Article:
Open Shading Language

It is also possible to create your own nodes using Open Shading Language (OSL). Note that these nodes will only work for CPU rendering; there is no support for running OSL code on the GPU.

To enable it, select Open Shading Language as the shading system in the render settings.

Note

On Linux, C/C++ compiler tools (in particular /usr/bin/cpp) must be installed to compile OSL scripts.

Script Node

../../../_images/render_cycles_nodes_script.png

Script Node.

OSL was designed for node-based shading, and each OSL shader corresponds to one node in a node setup. To add an OSL shader, add a script node and link it to a text data-block or an external file. Input and output sockets will be created from the shader parameters on clicking the update button in the node or the text editor.

OSL shaders can be linked to the node in a few different ways. With the Internal mode, a text data-block is used to store the OSL shader, and the OSO bytecode is stored in the node itself. This is useful for distributing a blend-file with everything packed into it.

The External mode can be used to specify a .osl file from a drive, and this will then be automatically compiled into a .oso file in the same directory. It is also possible to specify a path to a .oso file, which will then be used directly, with compilation done manually by the user. The third option is to specify just the module name, which will be looked up in the shader search path.

The shader search path is located in the same place as the scripts or configuration path, under:

Linux
$HOME/.config/blender/2.78/shaders/
MS-Windows
C:\Users\$user\AppData\Roaming\Blender Foundation\Blender\2.78\shaders\
macOS
/Users/$USER/Library/Application Support/Blender/2.78/shaders/

Tip

For use in production, we suggest to use a node group to wrap shader script nodes, and link that into other blend-files. This makes it easier to make changes to the node afterwards as sockets are added or removed, without having to update the script nodes in all files.

Writing Shaders

For more details on how to write shaders, see the OSL specification. Here is a simple example:

shader simple_material(
    color Diffuse_Color = color(0.6, 0.8, 0.6),
    float Noise_Factor = 0.5,
    output closure color BSDF = diffuse(N))
{
    color material_color = Diffuse_Color * mix(1.0, noise(P * 10.0), Noise_Factor);
    BSDF = material_color * diffuse(N);
}

Closures

OSL is different from, for example, RSL or GLSL, in that it does not have a light loop. There is no access to lights in the scene, and the material must be built from closures that are implemented in the render engine itself. This is more limited, but also makes it possible for the render engine to do optimizations and ensure all shaders can be importance sampled.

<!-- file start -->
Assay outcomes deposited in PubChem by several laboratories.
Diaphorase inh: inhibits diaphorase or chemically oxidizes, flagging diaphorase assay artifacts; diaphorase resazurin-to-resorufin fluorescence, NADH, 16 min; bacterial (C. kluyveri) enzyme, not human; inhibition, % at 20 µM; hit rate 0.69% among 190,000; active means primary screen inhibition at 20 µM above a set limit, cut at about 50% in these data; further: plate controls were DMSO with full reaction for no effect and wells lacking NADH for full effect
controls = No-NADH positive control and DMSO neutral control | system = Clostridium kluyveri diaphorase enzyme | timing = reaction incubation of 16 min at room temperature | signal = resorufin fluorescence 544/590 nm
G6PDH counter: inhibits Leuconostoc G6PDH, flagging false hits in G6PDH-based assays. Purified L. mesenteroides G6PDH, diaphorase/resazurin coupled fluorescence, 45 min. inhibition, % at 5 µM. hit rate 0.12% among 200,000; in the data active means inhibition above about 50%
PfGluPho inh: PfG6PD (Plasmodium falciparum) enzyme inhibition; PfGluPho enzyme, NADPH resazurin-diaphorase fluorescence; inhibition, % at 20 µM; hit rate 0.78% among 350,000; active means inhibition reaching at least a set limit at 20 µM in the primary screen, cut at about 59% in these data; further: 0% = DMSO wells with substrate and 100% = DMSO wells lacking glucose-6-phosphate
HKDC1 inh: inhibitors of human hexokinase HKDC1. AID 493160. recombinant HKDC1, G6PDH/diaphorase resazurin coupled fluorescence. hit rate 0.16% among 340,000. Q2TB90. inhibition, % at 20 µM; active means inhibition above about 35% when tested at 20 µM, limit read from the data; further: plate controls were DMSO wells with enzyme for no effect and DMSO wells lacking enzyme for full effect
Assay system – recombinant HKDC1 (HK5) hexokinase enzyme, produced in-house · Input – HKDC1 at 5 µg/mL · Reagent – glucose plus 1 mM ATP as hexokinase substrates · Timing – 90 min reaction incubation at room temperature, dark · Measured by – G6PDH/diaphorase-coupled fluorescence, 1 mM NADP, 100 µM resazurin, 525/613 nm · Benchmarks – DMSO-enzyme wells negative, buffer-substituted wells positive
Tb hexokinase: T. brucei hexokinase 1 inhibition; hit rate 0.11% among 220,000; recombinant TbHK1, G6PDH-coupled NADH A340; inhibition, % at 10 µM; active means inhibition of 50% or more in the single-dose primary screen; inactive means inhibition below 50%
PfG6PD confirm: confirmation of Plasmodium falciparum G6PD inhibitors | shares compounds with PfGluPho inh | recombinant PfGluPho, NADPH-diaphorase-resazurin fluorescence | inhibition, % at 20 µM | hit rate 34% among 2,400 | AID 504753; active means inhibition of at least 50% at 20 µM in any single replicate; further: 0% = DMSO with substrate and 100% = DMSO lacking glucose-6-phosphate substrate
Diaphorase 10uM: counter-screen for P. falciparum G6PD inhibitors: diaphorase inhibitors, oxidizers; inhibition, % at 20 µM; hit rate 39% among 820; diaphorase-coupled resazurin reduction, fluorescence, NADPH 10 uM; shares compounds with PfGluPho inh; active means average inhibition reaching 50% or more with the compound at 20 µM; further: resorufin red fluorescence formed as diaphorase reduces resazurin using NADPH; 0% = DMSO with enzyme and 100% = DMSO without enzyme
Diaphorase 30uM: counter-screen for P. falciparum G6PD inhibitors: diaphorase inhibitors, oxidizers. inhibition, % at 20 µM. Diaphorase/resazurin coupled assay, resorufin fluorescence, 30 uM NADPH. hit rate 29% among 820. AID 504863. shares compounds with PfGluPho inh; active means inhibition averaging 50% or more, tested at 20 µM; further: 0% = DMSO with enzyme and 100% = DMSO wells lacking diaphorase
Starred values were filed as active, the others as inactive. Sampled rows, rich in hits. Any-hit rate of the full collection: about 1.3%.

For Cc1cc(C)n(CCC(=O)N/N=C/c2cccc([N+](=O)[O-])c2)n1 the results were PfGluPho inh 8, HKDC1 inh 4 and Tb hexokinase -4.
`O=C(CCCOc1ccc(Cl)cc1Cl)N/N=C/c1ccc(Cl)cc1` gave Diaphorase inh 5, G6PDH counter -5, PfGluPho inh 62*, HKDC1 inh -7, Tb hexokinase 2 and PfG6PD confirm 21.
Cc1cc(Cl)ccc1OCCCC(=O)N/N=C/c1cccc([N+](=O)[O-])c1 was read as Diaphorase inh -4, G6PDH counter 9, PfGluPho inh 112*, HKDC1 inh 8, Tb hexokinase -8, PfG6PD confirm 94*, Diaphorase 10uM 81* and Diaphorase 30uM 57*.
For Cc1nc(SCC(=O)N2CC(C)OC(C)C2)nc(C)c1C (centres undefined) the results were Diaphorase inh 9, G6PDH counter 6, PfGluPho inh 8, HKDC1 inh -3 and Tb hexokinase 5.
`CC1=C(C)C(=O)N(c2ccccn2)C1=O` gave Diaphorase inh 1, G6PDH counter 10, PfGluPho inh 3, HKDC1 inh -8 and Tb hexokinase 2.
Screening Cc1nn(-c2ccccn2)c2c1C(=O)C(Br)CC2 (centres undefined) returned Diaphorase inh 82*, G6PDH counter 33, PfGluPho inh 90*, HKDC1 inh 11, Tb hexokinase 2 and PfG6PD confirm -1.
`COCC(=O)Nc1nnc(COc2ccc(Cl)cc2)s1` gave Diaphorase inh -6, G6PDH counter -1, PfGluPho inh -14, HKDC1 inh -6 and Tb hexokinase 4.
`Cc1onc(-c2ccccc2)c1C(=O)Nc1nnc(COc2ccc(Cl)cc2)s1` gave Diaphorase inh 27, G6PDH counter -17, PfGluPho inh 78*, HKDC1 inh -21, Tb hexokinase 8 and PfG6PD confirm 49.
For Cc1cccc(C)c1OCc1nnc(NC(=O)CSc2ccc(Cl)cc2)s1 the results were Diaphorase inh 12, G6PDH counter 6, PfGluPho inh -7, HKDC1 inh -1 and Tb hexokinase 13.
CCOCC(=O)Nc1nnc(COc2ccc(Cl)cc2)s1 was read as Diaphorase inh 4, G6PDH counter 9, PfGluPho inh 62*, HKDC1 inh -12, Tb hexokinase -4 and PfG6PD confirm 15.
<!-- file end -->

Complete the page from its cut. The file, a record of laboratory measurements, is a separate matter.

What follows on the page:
The available closures in Cycles correspond to the shader nodes and their sockets; for more details on what they do and the meaning of the parameters, see the shader nodes manual.

BSDF

  • diffuse(N)
  • oren_nayar(N, roughness)
  • diffuse_ramp(N, colors[8])
  • phong_ramp(N, exponent, colors[8])
  • diffuse_toon(N, size, smooth)
  • glossy_toon(N, size, smooth)
  • translucent(N)
  • reflection(N)
  • refraction(N, ior)
  • transparent()
  • microfacet_ggx(N, roughness)
  • microfacet_ggx_aniso(N, T, ax, ay)
  • microfacet_ggx_refraction(N, roughness, ior)
  • microfacet_beckmann(N, roughness)
  • microfacet_beckmann_aniso(N, T, ax, ay)
  • microfacet_beckmann_refraction(N, roughness, ior)
  • ashikhmin_shirley(N, T, ax, ay)
  • ashikhmin_velvet(N, roughness)

Hair

  • hair_reflection(N, roughnessu, roughnessv, T, offset)
  • hair_transmission(N, roughnessu, roughnessv, T, offset)

BSSRDF

  • bssrdf_cubic(N, radius, texture_blur, sharpness)
  • bssrdf_gaussian(N, radius, texture_blur)

Volume

  • henyey_greenstein(g)
  • absorption()

Other

  • emission()
  • ambient_occlusion()
  • holdout()
  • background()

Attributes

Some object, particle and mesh attributes are available to the built-in getattribute() function. UV maps and vertex colors can be retrieved using their name. Other attributes are listed below:

geom:generated
Generated texture coordinates.
geom:uv
Default render UV map.
geom:dupli_generated
For instances, generated coordinate from duplicator object.
geom:dupli_uv
For instances, UV coordinate from duplicator object.
geom:trianglevertices
3 vertex coordinates of the triangle.
geom:numpolyvertices
Number of vertices in the polygon (always returns three currently).
geom:polyvertices
Vertex coordinates array of the polygon (always three vertices currently).
geom:name
Name of the object.
geom:is_curve
Is object a strand or not.
geom:curve_intercept
Point along the strand, from root to tip.
geom:curve_thickness
Thickness of the strand.
geom:curve_tangent_normal
Tangent Normal of the strand.
path:ray_length
Ray distance since last hit.
object:location
Object location.
object:index
Object index number.
object:random
Per object random number generated from object index and name.
material:index
Material index number.
particle:index
Particle instance number.
particle:age
Particle age in frames.
particle:lifetime
Total lifespan of particle in frames.
particle:location
Location of the particle.
particle:size
Size of the particle.
particle:velocity
Velocity of the particle.
particle:angular_velocity
Angular velocity of the particle.

Trace

We support the trace(point pos, vector dir, ...) function, to trace rays from the OSL shader. The “shade” parameter is not supported currently, but attributes can be retrieved from the object that was hit using the getmessage("trace", ..) function. See the OSL specification for details on how to use this.

This function cannot be used instead of lighting; the main purpose is to allow shaders to “probe” nearby geometry, for example to apply a projected texture that can be blocked by geometry, apply more “wear” to exposed geometry, or make other ambient occlusion-like effects.